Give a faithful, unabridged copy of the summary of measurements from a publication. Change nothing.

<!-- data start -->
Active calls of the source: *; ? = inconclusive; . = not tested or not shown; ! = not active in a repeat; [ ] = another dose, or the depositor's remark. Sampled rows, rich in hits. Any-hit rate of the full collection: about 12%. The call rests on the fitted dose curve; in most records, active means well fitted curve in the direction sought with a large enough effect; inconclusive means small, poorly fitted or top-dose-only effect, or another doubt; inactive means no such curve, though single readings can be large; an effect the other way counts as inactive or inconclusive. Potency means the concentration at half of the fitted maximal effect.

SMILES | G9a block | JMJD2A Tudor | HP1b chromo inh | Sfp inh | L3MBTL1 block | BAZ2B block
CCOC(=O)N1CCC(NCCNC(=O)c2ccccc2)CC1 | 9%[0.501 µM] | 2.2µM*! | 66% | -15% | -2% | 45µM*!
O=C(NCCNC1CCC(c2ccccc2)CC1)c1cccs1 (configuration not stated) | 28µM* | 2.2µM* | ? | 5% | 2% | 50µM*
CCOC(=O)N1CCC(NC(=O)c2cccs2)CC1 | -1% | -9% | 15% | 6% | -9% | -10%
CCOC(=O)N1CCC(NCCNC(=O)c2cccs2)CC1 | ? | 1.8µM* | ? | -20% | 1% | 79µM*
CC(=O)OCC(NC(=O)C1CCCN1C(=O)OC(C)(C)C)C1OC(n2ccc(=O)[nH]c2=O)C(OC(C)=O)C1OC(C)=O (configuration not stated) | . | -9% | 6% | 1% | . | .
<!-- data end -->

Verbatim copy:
Active calls of the source: *; ? = inconclusive; . = not tested or not shown; ! = not active in a repeat; [ ] = another dose, or the depositor's remark. Sampled rows, rich in hits. Any-hit rate of the full collection: about 12%. The call rests on the fitted dose curve; in most records, active means well fitted curve in the direction sought with a large enough effect; inconclusive means small, poorly fitted or top-dose-only effect, or another doubt; inactive means no such curve, though single readings can be large; an effect the other way counts as inactive or inconclusive. Potency means the concentration at half of the fitted maximal effect.

SMILES | G9a block | JMJD2A Tudor | HP1b chromo inh | Sfp inh | L3MBTL1 block | BAZ2B block
CCOC(=O)N1CCC(NCCNC(=O)c2ccccc2)CC1 | 9%[0.501 µM] | 2.2µM*! | 66% | -15% | -2% | 45µM*!
O=C(NCCNC1CCC(c2ccccc2)CC1)c1cccs1 (configuration not stated) | 28µM* | 2.2µM* | ? | 5% | 2% | 50µM*
CCOC(=O)N1CCC(NC(=O)c2cccs2)CC1 | -1% | -9% | 15% | 6% | -9% | -10%
CCOC(=O)N1CCC(NCCNC(=O)c2cccs2)CC1 | ? | 1.8µM* | ? | -20% | 1% | 79µM*
CC(=O)OCC(NC(=O)C1CCCN1C(=O)OC(C)(C)C)C1OC(n2ccc(=O)[nH]c2=O)C(OC(C)=O)C1OC(C)=O (configuration not stated) | . | -9% | 6% | 1% | . | .